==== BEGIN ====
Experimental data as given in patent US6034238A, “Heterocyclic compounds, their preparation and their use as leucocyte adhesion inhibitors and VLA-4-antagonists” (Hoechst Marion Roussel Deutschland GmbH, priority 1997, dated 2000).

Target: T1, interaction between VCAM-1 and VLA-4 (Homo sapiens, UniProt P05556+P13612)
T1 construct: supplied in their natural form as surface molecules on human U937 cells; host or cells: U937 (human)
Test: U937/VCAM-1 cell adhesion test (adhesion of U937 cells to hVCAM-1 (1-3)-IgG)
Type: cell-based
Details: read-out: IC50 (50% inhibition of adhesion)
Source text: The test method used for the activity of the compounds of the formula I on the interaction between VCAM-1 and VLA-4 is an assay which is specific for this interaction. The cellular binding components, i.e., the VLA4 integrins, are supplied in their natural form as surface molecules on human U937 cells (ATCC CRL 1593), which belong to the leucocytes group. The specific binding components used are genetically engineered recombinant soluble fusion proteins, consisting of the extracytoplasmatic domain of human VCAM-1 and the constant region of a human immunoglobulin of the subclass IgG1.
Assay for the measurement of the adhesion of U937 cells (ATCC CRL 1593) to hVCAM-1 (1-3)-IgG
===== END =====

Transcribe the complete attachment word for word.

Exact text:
Experimental data as given in patent US6034238A, “Heterocyclic compounds, their preparation and their use as leucocyte adhesion inhibitors and VLA-4-antagonists” (Hoechst Marion Roussel Deutschland GmbH, priority 1997, dated 2000).

Target: T1, interaction between VCAM-1 and VLA-4 (Homo sapiens, UniProt P05556+P13612)
T1 construct: supplied in their natural form as surface molecules on human U937 cells; host or cells: U937 (human)
Test: U937/VCAM-1 cell adhesion test (adhesion of U937 cells to hVCAM-1 (1-3)-IgG)
Type: cell-based
Details: read-out: IC50 (50% inhibition of adhesion)
Source text: The test method used for the activity of the compounds of the formula I on the interaction between VCAM-1 and VLA-4 is an assay which is specific for this interaction. The cellular binding components, i.e., the VLA4 integrins, are supplied in their natural form as surface molecules on human U937 cells (ATCC CRL 1593), which belong to the leucocytes group. The specific binding components used are genetically engineered recombinant soluble fusion proteins, consisting of the extracytoplasmatic domain of human VCAM-1 and the constant region of a human immunoglobulin of the subclass IgG1.
Assay for the measurement of the adhesion of U937 cells (ATCC CRL 1593) to hVCAM-1 (1-3)-IgG